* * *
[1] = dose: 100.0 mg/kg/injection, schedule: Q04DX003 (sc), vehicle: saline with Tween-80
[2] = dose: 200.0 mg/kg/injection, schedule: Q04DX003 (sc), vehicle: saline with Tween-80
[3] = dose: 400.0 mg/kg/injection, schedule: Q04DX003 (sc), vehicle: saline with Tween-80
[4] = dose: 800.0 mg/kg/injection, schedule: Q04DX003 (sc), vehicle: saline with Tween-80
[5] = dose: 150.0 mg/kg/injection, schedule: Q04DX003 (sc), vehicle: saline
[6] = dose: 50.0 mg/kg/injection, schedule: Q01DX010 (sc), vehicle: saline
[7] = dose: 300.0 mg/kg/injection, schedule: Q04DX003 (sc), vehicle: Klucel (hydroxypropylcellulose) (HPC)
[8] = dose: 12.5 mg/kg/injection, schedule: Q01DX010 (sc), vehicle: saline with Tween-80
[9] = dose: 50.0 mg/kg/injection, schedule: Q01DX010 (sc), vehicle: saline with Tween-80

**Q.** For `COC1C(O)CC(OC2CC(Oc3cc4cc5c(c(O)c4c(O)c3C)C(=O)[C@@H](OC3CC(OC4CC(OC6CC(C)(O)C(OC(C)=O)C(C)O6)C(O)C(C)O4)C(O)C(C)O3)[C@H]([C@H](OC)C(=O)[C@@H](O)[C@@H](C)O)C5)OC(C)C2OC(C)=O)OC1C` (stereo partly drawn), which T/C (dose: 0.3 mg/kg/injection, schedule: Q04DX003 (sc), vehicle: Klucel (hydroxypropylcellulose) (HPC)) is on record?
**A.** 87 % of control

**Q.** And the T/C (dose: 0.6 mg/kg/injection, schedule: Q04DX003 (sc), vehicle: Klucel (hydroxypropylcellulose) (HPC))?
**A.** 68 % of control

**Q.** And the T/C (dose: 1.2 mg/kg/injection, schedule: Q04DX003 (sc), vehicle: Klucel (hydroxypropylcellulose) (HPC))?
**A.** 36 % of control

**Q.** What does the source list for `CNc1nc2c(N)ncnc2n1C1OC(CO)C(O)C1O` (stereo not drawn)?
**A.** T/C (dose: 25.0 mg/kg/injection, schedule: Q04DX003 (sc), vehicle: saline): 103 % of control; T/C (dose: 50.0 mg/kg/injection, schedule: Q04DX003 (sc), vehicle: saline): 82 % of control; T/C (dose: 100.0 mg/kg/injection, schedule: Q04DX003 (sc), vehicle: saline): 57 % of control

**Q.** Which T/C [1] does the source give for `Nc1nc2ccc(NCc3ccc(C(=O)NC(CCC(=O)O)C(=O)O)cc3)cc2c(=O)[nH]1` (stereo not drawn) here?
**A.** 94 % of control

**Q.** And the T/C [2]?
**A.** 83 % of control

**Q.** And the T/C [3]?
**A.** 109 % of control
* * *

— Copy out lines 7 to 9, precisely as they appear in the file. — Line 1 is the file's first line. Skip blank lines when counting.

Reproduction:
[7] = dose: 300.0 mg/kg/injection, schedule: Q04DX003 (sc), vehicle: Klucel (hydroxypropylcellulose) (HPC)
[8] = dose: 12.5 mg/kg/injection, schedule: Q01DX010 (sc), vehicle: saline with Tween-80
[9] = dose: 50.0 mg/kg/injection, schedule: Q01DX010 (sc), vehicle: saline with Tween-80